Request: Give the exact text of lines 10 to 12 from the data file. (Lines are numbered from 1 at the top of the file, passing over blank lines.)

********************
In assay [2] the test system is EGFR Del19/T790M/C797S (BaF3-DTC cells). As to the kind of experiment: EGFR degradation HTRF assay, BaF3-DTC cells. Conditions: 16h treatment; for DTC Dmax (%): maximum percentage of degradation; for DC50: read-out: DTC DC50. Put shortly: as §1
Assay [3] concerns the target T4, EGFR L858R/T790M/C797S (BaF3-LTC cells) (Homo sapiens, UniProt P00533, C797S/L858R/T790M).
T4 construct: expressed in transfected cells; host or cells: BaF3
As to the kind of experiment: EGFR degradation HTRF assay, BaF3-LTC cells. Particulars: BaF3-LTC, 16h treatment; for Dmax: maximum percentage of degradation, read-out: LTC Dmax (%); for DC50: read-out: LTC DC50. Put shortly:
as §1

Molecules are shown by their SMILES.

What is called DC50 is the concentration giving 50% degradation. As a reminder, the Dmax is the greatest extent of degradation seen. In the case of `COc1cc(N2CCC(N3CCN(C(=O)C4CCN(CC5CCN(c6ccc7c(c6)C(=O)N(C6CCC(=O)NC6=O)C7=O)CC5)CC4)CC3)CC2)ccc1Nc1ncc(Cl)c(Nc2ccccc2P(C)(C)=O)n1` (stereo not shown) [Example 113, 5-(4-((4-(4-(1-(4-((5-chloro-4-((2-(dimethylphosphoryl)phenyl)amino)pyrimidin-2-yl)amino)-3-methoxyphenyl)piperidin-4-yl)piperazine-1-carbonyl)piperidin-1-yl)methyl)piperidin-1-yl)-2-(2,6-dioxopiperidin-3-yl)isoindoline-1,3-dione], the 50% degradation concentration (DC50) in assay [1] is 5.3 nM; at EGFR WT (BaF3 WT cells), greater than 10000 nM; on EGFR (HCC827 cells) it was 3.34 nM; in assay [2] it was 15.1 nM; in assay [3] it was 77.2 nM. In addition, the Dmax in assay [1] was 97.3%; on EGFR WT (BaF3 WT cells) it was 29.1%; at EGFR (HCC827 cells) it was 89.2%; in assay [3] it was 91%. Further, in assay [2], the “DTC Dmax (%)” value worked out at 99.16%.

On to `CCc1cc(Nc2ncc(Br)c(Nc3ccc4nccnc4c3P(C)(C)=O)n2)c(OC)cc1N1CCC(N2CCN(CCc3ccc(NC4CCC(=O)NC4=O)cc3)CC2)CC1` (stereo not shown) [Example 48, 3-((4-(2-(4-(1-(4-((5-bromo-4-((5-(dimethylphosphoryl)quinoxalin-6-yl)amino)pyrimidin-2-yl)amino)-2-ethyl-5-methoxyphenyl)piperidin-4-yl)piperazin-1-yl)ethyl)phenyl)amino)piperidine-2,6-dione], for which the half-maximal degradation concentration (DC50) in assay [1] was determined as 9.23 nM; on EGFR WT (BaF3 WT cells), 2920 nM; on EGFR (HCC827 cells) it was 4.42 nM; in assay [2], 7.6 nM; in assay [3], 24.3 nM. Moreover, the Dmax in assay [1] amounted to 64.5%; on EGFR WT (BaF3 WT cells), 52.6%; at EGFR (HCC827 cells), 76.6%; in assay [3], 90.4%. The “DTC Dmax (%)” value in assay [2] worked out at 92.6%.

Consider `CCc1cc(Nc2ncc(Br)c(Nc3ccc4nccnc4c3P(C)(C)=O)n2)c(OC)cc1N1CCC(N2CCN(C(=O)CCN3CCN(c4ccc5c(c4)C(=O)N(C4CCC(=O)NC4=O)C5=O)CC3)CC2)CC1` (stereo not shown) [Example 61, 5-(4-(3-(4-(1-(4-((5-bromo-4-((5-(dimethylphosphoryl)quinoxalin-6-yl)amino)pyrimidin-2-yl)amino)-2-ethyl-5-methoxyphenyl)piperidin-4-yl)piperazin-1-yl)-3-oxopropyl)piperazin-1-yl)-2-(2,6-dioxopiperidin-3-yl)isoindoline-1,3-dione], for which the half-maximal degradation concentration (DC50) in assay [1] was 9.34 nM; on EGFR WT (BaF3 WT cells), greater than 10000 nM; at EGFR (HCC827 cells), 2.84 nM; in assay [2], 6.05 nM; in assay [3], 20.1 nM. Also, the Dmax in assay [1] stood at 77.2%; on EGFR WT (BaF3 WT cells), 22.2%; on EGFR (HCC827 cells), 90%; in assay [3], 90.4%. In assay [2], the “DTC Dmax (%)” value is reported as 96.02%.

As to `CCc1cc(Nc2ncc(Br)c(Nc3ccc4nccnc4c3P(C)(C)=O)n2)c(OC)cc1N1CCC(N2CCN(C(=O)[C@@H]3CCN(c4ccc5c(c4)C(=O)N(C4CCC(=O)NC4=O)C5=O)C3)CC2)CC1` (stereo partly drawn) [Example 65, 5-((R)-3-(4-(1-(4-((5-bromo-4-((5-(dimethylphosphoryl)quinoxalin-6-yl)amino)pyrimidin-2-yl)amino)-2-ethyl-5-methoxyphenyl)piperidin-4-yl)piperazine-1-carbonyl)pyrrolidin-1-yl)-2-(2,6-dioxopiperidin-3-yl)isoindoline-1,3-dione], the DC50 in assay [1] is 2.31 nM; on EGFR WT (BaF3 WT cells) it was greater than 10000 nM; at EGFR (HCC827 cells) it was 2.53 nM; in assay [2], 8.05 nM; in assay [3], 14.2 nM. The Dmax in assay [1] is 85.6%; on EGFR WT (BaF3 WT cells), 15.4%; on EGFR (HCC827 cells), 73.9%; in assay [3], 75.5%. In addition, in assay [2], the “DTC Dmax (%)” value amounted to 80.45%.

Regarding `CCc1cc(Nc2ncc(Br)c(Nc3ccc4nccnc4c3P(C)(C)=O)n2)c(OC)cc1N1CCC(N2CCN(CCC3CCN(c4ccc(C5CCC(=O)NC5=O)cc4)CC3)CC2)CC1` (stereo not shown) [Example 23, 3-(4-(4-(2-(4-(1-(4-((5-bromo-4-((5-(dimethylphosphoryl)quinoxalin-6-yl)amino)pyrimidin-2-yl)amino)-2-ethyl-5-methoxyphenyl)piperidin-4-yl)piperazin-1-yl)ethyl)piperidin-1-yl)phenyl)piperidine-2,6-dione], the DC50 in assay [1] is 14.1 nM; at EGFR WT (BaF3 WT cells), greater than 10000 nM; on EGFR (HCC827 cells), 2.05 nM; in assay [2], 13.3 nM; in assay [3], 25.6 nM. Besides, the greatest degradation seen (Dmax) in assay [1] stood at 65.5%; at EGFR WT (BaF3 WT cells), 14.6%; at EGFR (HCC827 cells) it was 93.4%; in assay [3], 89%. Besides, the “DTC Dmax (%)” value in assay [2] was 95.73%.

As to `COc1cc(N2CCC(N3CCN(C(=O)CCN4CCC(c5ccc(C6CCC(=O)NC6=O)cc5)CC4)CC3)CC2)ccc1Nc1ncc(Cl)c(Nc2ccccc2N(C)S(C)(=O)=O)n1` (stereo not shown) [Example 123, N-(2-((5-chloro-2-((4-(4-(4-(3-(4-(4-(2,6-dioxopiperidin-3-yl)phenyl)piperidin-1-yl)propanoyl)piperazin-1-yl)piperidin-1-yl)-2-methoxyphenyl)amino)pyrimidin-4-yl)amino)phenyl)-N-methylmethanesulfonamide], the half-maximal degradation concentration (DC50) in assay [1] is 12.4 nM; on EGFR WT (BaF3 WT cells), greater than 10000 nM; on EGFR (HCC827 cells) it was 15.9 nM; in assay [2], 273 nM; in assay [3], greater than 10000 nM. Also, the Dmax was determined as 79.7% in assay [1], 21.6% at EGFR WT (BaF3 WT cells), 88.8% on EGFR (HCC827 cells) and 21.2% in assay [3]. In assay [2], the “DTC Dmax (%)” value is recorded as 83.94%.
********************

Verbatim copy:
As to `CCc1cc(Nc2ncc(Br)c(Nc3ccc4nccnc4c3P(C)(C)=O)n2)c(OC)cc1N1CCC(N2CCN(C(=O)[C@@H]3CCN(c4ccc5c(c4)C(=O)N(C4CCC(=O)NC4=O)C5=O)C3)CC2)CC1` (stereo partly drawn) [Example 65, 5-((R)-3-(4-(1-(4-((5-bromo-4-((5-(dimethylphosphoryl)quinoxalin-6-yl)amino)pyrimidin-2-yl)amino)-2-ethyl-5-methoxyphenyl)piperidin-4-yl)piperazine-1-carbonyl)pyrrolidin-1-yl)-2-(2,6-dioxopiperidin-3-yl)isoindoline-1,3-dione], the DC50 in assay [1] is 2.31 nM; on EGFR WT (BaF3 WT cells) it was greater than 10000 nM; at EGFR (HCC827 cells) it was 2.53 nM; in assay [2], 8.05 nM; in assay [3], 14.2 nM. The Dmax in assay [1] is 85.6%; on EGFR WT (BaF3 WT cells), 15.4%; on EGFR (HCC827 cells), 73.9%; in assay [3], 75.5%. In addition, in assay [2], the “DTC Dmax (%)” value amounted to 80.45%.

Regarding `CCc1cc(Nc2ncc(Br)c(Nc3ccc4nccnc4c3P(C)(C)=O)n2)c(OC)cc1N1CCC(N2CCN(CCC3CCN(c4ccc(C5CCC(=O)NC5=O)cc4)CC3)CC2)CC1` (stereo not shown) [Example 23, 3-(4-(4-(2-(4-(1-(4-((5-bromo-4-((5-(dimethylphosphoryl)quinoxalin-6-yl)amino)pyrimidin-2-yl)amino)-2-ethyl-5-methoxyphenyl)piperidin-4-yl)piperazin-1-yl)ethyl)piperidin-1-yl)phenyl)piperidine-2,6-dione], the DC50 in assay [1] is 14.1 nM; at EGFR WT (BaF3 WT cells), greater than 10000 nM; on EGFR (HCC827 cells), 2.05 nM; in assay [2], 13.3 nM; in assay [3], 25.6 nM. Besides, the greatest degradation seen (Dmax) in assay [1] stood at 65.5%; at EGFR WT (BaF3 WT cells), 14.6%; at EGFR (HCC827 cells) it was 93.4%; in assay [3], 89%. Besides, the “DTC Dmax (%)” value in assay [2] was 95.73%.

As to `COc1cc(N2CCC(N3CCN(C(=O)CCN4CCC(c5ccc(C6CCC(=O)NC6=O)cc5)CC4)CC3)CC2)ccc1Nc1ncc(Cl)c(Nc2ccccc2N(C)S(C)(=O)=O)n1` (stereo not shown) [Example 123, N-(2-((5-chloro-2-((4-(4-(4-(3-(4-(4-(2,6-dioxopiperidin-3-yl)phenyl)piperidin-1-yl)propanoyl)piperazin-1-yl)piperidin-1-yl)-2-methoxyphenyl)amino)pyrimidin-4-yl)amino)phenyl)-N-methylmethanesulfonamide], the half-maximal degradation concentration (DC50) in assay [1] is 12.4 nM; on EGFR WT (BaF3 WT cells), greater than 10000 nM; on EGFR (HCC827 cells) it was 15.9 nM; in assay [2], 273 nM; in assay [3], greater than 10000 nM. Also, the Dmax was determined as 79.7% in assay [1], 21.6% at EGFR WT (BaF3 WT cells), 88.8% on EGFR (HCC827 cells) and 21.2% in assay [3]. In assay [2], the “DTC Dmax (%)” value is recorded as 83.94%.